Honeywell has announced that two of its research teams were recognised with Heroes of Chemistry Awards for the development of environmentally preferable technologies.
The awards from the American Chemical Society, the largest scientific society in the world, were for development of a new low global warming potential refrigerant for mobile air conditioning, as well as a novel process to produce jet fuel from renewable sources.
"Honeywell's chemists and material scientists continue to invent breakthrough technologies that solve the world's environmental challenges," said Gavin Towler, Vice President and Chief Technology Officer at Honeywell Performance Materials and Technologies. "These awards are a recognition of our world class, cutting edge science and leadership in advanced chemistry, and our commitment to providing our customers with innovative solutions to society's greatest challenges."
The two technologies that were honoured were developed by teams from Honeywell Fluorine Products and Honeywell UOP respectively. Both technologies have reached significant milestones:
- The refrigerant—HFO-1234yf—that was developed by Honeywell Fluorine Products is being used in 120 car models in 11 countries around the world. That equals more than 9 million vehicles, and the number is expected to surpass 18 million by the end of 2016 as more carmakers adopt it to comply with environmental regulations. HFO-1234yf has a global warming potential that is lower than carbon dioxide and 99.9% lower than the current, most widely used refrigerant, which is being phased out by regulations. Worldwide adoption of HFO-1234yf would reduce greenhouse gas emissions equivalent to removing more than 30 million cars from the roads.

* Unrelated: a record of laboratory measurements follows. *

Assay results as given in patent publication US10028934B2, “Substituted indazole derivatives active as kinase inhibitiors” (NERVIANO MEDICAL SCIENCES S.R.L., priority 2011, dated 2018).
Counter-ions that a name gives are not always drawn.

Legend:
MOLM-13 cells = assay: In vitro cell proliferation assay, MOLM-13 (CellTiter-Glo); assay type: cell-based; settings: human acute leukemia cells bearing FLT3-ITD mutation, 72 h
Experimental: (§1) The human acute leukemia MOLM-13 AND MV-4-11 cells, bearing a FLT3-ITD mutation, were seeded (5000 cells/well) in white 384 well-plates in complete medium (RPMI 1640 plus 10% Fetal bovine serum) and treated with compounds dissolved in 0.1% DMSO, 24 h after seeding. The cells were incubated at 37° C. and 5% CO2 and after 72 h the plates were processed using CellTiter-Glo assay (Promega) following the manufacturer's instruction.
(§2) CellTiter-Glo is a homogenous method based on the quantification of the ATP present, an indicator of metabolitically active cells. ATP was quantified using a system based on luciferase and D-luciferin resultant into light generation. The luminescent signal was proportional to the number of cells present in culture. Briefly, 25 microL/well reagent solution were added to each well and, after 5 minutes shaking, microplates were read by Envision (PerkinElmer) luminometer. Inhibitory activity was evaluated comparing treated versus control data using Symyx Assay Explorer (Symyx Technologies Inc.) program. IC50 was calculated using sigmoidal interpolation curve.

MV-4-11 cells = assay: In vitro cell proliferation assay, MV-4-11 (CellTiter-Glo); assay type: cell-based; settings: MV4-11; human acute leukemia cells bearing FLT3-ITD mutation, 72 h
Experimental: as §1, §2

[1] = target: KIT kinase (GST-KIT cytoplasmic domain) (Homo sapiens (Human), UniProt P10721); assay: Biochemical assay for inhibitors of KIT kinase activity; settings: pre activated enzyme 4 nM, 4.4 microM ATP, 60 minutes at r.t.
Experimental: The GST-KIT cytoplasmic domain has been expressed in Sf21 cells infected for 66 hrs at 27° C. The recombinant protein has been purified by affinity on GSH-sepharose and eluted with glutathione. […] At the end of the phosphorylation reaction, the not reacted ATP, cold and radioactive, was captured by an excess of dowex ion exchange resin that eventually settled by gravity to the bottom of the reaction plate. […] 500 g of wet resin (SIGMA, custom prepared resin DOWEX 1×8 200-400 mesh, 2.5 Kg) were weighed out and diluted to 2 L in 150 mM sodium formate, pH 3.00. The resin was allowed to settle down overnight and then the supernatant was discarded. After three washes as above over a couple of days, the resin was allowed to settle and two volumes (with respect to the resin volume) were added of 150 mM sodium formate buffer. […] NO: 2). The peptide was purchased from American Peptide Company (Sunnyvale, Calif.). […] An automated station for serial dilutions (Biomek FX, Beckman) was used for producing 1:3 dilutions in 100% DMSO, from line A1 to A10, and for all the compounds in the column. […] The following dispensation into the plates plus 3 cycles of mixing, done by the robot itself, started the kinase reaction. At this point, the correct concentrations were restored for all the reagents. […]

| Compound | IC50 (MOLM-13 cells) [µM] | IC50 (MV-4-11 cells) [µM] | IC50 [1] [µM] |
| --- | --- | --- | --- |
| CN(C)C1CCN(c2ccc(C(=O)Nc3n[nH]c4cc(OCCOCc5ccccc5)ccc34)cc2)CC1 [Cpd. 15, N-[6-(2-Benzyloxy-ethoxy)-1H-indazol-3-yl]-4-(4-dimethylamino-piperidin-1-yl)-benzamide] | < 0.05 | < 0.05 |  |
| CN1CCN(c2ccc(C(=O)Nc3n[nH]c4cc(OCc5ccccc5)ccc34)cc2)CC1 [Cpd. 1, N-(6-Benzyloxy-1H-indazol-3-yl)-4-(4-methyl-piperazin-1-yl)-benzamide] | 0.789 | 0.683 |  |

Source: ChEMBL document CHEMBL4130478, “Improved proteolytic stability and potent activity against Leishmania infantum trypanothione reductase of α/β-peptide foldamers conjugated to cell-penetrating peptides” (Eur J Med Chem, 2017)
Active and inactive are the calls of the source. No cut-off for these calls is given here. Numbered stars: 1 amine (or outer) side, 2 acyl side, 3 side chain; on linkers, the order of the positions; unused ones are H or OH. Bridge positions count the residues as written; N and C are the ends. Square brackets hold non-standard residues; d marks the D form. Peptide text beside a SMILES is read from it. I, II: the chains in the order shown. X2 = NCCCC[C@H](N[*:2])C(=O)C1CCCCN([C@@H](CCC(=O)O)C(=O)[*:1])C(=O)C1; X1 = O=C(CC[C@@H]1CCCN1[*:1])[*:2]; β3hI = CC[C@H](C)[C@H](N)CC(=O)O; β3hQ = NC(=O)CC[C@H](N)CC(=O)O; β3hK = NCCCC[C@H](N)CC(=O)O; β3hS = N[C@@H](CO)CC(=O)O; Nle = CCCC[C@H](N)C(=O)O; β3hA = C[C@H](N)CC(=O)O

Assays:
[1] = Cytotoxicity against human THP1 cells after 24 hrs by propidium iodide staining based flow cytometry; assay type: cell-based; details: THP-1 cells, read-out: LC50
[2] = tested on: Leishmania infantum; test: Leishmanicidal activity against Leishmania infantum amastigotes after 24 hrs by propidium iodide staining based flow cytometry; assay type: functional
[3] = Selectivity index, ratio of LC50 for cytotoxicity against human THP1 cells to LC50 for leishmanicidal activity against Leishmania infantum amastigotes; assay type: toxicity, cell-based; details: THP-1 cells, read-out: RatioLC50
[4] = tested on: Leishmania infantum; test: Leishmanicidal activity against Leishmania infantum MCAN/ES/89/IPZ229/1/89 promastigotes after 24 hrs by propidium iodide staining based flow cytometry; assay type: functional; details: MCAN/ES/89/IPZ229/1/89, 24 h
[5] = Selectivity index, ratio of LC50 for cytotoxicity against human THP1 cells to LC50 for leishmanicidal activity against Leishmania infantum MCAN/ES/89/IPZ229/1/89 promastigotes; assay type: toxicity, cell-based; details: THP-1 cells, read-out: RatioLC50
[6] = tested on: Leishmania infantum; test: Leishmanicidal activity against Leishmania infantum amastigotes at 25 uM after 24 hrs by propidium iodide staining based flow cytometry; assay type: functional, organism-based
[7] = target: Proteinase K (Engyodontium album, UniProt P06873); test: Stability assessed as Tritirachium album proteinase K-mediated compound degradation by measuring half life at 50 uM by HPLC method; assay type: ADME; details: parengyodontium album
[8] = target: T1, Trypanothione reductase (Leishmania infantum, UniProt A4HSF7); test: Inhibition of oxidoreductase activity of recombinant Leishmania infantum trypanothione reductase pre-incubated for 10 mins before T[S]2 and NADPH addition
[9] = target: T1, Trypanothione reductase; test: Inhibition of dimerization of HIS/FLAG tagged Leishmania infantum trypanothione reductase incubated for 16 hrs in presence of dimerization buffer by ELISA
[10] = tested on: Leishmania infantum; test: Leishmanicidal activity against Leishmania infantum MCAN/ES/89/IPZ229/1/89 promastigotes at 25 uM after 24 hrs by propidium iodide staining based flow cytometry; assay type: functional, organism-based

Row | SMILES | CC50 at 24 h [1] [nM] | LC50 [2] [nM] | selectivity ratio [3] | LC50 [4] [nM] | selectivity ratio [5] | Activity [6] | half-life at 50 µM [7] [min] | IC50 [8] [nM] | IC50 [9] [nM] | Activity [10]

- Honeywell UOP, which developed the process to produce Honeywell Green Jet Fuel, earned a record number of 671 patents for new inventions in 2015. Almost all of the new patents relate to inventions that more efficiently convert hydrocarbons into transportation fuels. This particular jet fuel process is currently being used by AltAir Paramount LLC to produce fuel that United Airlines is using in regular commercial service. The fuel is manufactured from renewable sources such as inedible animal oils and fats that do not deplete or interfere with valuable food, land or water resources. On a lifecycle basis, the fuel produces 50 – 80% less greenhouse gas.
Adapted from press release by Francesca Brindle
Read the article online at: https://www.hydrocarbonengineering.com/the-environment/23082016/american-chemical-society-awards-honeywell-for-environmental-technology-3959/